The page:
The internet can fit in here, thanks to a State Department-backed effort.
What's the News: The US government is spearheading---and funding---projects to create "shadow" internet and mobile phone systems, the New York Times reported
on Sunday. These systems would allow dissidents to share information and go online in areas where governments have cut off, censored, or severely slowed access to global internet and cellphone networks. How the Heck: The State Department-funded projects include...
Putting the internet in a suitcase. Backed by a $2 million State Department grant, a group of engineers, programmers, and hackers have developed a prototype of the "internet in a suitcase," a surprisingly small set of hardware components that could be concealed and transported with relative ease. This hardware would enable dissidents to set up a mesh network, in which computers and other internet-ready devices communicate point to point, without sending the information through a central hub or connecting to the global internet. (See a graphic of how this system compares to a standard network here.)
Setting up independent mobile networks. In Afghanistan, the Pentagon and State Department have been collaborating on a shadow cellphone network that operates independently of private companies' cellular towers, which are largely Taliban-controlled. Few details of the program have been released, but the network relies in part on the towers of nearby American bases, and has cost at least $50 million. Another project set to receive State Department dollars would let cellphone users send files directly from phone to phone---bypassing the official network---using Bluetooth.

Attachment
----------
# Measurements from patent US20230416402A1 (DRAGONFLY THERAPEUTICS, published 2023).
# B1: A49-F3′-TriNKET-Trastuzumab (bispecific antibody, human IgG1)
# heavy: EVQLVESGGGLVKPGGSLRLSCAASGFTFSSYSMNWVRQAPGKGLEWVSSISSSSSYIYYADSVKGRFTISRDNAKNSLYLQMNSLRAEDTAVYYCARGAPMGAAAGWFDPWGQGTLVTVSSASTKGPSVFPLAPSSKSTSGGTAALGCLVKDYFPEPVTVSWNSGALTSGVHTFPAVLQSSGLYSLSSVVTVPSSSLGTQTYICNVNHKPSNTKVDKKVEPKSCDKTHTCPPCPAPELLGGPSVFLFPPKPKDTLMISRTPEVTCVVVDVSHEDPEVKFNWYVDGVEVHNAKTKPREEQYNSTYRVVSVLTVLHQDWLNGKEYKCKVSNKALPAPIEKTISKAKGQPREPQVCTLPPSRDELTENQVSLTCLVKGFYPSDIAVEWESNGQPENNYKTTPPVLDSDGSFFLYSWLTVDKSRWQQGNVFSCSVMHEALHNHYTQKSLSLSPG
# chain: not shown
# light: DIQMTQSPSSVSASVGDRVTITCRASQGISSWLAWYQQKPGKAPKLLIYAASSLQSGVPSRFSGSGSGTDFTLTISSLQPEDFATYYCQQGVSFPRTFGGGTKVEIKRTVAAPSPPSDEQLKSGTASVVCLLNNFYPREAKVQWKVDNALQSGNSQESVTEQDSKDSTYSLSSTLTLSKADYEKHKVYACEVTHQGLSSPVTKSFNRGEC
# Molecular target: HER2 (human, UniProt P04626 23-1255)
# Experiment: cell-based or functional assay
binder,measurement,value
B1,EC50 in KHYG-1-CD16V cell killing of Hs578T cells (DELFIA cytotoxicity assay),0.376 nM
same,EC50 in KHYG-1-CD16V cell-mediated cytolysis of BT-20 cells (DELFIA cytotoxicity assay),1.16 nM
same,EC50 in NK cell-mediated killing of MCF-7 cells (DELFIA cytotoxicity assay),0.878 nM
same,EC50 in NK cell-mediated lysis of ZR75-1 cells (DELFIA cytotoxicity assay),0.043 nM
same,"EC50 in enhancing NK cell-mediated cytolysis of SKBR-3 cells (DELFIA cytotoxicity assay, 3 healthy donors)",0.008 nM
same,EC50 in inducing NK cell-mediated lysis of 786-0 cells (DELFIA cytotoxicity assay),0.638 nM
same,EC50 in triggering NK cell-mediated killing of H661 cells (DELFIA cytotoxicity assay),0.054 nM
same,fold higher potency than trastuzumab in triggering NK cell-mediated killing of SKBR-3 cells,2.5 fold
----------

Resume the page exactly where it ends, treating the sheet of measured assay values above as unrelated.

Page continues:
What's the Context:
In recent months, governments in Egypt, Syria, and Bahrain have all cut off or limited internet access during times of upheaval, showing that government are willing to shut down the internet in an effort to silence dissent and underscoring the need for independent access.
Secretary of State Hillary Clinton had already pledged $25 million towards projects to help people circumvent "thugs, hackers, and censors" a few months ago. By the end of the year, the US will have spent at least $70 million on these efforts.
[via The New York Times
Image: Flickr / erix!